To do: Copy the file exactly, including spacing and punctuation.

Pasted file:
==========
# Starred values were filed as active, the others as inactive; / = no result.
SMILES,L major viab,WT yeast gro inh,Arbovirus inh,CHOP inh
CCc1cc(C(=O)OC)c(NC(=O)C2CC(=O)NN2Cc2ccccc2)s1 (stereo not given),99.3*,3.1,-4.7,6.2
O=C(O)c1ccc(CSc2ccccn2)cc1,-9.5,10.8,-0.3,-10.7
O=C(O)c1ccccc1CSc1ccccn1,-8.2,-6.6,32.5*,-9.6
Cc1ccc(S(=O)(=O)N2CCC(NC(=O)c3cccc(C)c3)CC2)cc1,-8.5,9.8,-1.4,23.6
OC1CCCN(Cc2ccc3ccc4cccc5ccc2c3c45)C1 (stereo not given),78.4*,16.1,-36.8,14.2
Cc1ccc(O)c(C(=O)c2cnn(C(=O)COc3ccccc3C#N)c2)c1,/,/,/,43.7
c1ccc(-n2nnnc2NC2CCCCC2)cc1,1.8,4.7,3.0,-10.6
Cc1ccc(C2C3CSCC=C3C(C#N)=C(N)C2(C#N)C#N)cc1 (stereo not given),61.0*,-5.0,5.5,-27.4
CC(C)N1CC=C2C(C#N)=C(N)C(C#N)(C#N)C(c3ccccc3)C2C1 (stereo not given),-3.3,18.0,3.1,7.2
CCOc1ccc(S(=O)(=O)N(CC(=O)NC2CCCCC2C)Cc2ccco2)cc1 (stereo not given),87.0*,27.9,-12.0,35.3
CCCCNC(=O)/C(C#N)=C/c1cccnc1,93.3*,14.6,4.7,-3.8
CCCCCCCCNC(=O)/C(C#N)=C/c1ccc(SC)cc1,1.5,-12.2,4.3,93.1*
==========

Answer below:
# Starred values were filed as active, the others as inactive; / = no result.
SMILES,L major viab,WT yeast gro inh,Arbovirus inh,CHOP inh
CCc1cc(C(=O)OC)c(NC(=O)C2CC(=O)NN2Cc2ccccc2)s1 (stereo not given),99.3*,3.1,-4.7,6.2
O=C(O)c1ccc(CSc2ccccn2)cc1,-9.5,10.8,-0.3,-10.7
O=C(O)c1ccccc1CSc1ccccn1,-8.2,-6.6,32.5*,-9.6
Cc1ccc(S(=O)(=O)N2CCC(NC(=O)c3cccc(C)c3)CC2)cc1,-8.5,9.8,-1.4,23.6
OC1CCCN(Cc2ccc3ccc4cccc5ccc2c3c45)C1 (stereo not given),78.4*,16.1,-36.8,14.2
Cc1ccc(O)c(C(=O)c2cnn(C(=O)COc3ccccc3C#N)c2)c1,/,/,/,43.7
c1ccc(-n2nnnc2NC2CCCCC2)cc1,1.8,4.7,3.0,-10.6
Cc1ccc(C2C3CSCC=C3C(C#N)=C(N)C2(C#N)C#N)cc1 (stereo not given),61.0*,-5.0,5.5,-27.4
CC(C)N1CC=C2C(C#N)=C(N)C(C#N)(C#N)C(c3ccccc3)C2C1 (stereo not given),-3.3,18.0,3.1,7.2
CCOc1ccc(S(=O)(=O)N(CC(=O)NC2CCCCC2C)Cc2ccco2)cc1 (stereo not given),87.0*,27.9,-12.0,35.3
CCCCNC(=O)/C(C#N)=C/c1cccnc1,93.3*,14.6,4.7,-3.8
CCCCCCCCNC(=O)/C(C#N)=C/c1ccc(SC)cc1,1.5,-12.2,4.3,93.1*